How to Make a Rabbit More Affectionate
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Bonding with your bunny is not always easy. There are so many different factors which lead to how secure your rabbit feels and how much affection they are willing to show you. Not least of these is your bunny's personality. Getting to know the personality of your rabbit is one of the most rewarding experiences a pet caregiver can have. However, developing your bond takes a level of consideration where we need to go beyond the obvious. Once you have ensured all your rabbit's needs are well cared for and interact with your bunny in the appropriate ways, you will see they will start to show you love.
At AnimalWised, we show you how to make a rabbit more affectionate. Our first tip is that you cannot force your rabbit to love you. The best way to bond with your bunny is to show them some love in the first place.
Know your rabbit
Although becoming more popular as pets, rabbits are shy and distrustful by nature. They can be particularly timid in new situations with people they do not know. They are also easily frightened by loud noises, sudden movement or being handled against their will. If you try to force affection on your bunny, then it will be counterproductive. They will be less likely to trust you and any bond you have will be weakened. For this reason, gaining the trust of your rabbit can be a little more difficult than with a cat or dog.
As humans have been a direct predator on rabbits for centuries, we need to make friends with our bunny and reassure them they won't become dinner. While you can work on an already strained relationship, bonding with your bunny is easier if you start off on the right foot. In general, rabbits hate to be picked up off the ground. Doing so might only cause fear and agitation. They are often more calm when they are eating, so this might be the most appropriate time to approach them. We suggest:
- Take a suitable piece of fruit or vegetable and hold it in front of your rabbit.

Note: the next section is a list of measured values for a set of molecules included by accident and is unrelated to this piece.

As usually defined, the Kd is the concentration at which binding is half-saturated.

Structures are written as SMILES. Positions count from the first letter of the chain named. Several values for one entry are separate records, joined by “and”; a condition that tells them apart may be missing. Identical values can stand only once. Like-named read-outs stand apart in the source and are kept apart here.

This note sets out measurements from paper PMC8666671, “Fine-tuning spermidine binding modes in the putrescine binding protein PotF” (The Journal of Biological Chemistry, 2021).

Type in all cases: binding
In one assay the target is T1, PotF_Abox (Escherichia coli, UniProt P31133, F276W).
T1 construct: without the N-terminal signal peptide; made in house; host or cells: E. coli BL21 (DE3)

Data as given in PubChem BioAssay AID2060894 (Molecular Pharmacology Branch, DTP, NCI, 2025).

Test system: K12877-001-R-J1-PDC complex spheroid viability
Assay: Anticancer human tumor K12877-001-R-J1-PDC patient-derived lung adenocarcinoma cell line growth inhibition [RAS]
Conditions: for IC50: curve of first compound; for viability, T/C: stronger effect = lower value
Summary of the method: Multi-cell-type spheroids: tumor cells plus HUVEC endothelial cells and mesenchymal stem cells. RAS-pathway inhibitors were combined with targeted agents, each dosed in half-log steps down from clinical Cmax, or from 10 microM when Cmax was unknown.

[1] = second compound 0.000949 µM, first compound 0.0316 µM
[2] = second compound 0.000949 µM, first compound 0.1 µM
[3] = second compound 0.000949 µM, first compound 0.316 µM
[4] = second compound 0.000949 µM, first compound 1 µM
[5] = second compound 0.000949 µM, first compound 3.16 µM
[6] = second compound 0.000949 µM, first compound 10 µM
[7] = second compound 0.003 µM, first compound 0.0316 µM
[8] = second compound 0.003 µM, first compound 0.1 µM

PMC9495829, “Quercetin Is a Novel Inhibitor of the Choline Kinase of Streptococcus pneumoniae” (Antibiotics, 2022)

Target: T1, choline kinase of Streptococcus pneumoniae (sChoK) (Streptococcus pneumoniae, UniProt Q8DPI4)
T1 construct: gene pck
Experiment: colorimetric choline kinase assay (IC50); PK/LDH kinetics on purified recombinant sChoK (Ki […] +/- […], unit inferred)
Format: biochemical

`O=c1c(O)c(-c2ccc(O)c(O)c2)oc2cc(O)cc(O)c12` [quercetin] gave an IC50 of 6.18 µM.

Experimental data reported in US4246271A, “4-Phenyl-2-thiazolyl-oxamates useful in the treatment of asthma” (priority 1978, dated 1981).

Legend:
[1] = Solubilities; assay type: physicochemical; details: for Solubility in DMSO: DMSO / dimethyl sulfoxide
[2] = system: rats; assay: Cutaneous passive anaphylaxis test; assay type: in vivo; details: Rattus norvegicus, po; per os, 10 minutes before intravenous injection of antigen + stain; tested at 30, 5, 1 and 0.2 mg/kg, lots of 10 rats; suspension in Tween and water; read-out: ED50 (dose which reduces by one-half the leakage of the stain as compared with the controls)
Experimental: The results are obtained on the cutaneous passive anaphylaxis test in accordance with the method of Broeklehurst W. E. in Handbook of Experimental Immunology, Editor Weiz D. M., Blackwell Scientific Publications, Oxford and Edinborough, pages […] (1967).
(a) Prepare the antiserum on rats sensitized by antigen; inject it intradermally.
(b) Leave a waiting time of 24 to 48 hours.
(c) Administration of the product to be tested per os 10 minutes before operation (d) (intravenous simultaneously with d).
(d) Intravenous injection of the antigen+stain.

- Wait for them to approach and nibble on the food. If they try to take it away from you, let them.
- If the rabbit is eating in front of you, then you can raise your hand slowly in front of their face so they can see you approach.
- Pet them on the top of their head or back gently, then remove your hand.
- Give them another piece of food if necessary and try again a few more times, petting gently and then removing your hand.
Don't force interaction or escalate too quickly. Keep coming back and increase the amount of interaction incrementally. As you do this, the rabbit will associate you positively (with food) and start to trust you with interaction.
Your rabbit's personality is their own and not everyone will relate the same way. Some may have trust issues and can try to flee or become aggressive. Others might come right up to you and even jump in your lap quite happily. Either way, it is always best to advise caution.
Give your rabbit space
Giving your rabbit space begins with the literal sense. Their hutch, cage or enclosure needs to be big enough for your rabbit. They will need to be able to run around freely, to have somewhere to hide when they feel threatened and to have enough room for accessories. Such accessories include food bowls and toys. Ensuring their diet is correct is also imperative in having a happy bunny.
It is possible, and sometimes encouraged, to keep rabbits together. However, you will need to ensure you have more space. Don't put a rabbit in a hutch with another rabbit if it compromises either's need for space. You should not keep two unneutered male rabbits or unneutered male and female rabbits together.
A hutch is not enough for your rabbit. You will also need to have a run for your rabbit to exercise. This should be a safe enclosure which allow them to move in a larger space and ideally is on a patch of grass. You can let them run around indoors, but ensure they are monitored constantly and remove any stressors in their environment. This includes other pets, loud noises and even strong smells.